Living in the same cottage for the past 42 years, I’ve seen several floods ebbing and flowing around the houses in the small hamlet of Dockeney, between Geldeston and Ellingham.
Luckily, the waters have never invaded my home, and my heart went out to those few dwellings in Geldeston that were flooded this Christmas. At the farther end of Station Road, towards “Ellingham Island”, a few gardens were under water and we remained on the alert for days because the rain was relentless.
The Locks Inn took a pounding. It’s always a cruel experience to be flooded: imagine how it feels when the deluge is compounded by total isolation, no heating or lighting and no dry ground to be seen for miles around. We felt very sorry for the family at the Locks who stoically endured this over Christmas and the New Year.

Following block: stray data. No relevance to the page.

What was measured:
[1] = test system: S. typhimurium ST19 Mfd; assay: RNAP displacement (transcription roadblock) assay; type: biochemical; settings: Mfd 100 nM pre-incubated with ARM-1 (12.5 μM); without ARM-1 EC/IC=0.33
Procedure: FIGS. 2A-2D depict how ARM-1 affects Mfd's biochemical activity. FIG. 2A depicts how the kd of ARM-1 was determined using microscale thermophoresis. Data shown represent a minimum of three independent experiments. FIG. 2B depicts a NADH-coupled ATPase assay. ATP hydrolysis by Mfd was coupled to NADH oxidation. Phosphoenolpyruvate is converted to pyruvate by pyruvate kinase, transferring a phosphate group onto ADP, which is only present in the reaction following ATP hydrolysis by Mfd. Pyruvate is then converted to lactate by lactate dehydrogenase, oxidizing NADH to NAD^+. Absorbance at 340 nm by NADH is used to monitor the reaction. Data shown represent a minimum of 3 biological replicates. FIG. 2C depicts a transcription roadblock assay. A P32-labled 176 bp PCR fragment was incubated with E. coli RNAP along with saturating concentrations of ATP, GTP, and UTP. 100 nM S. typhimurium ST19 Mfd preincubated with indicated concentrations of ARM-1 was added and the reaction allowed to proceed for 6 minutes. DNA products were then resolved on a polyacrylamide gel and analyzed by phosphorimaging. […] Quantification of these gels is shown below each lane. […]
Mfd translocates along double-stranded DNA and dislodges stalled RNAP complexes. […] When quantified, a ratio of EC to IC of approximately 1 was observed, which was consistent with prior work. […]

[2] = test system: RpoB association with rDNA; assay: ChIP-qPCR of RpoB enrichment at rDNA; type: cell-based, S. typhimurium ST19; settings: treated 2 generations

(The photo above by Jolyon Oxley shows the flooded marshes either side of a submerged Locks Lane in 2021. The aerial shot below, taken in January 2022, shows the extent of the flooding on both sides of the River Waveney.)
During the floods of the late 1960s, I recall, the area below Mildred Cottage at the top end of Station Road was badly affected.
Mr and Mrs Slack made headlines in a national newspaper standing outside their cottage. “Runny View” shouted the bold headline above the elderly pair, just under the cottage’s name at that time, “Sunny View”. (The same cottage next to the Run Dyke came off worst this year, as well.) The beautiful and cherished Geldeston village sign, by the way, was created by their son Bill.
Margaret Rose Langran
Station Road, Dockney
This year’s offering …
Marshes flooded on either side of the River Waveney, 7 January 2022 (photo, Mike Page)
Article first published in Tidings, February 2021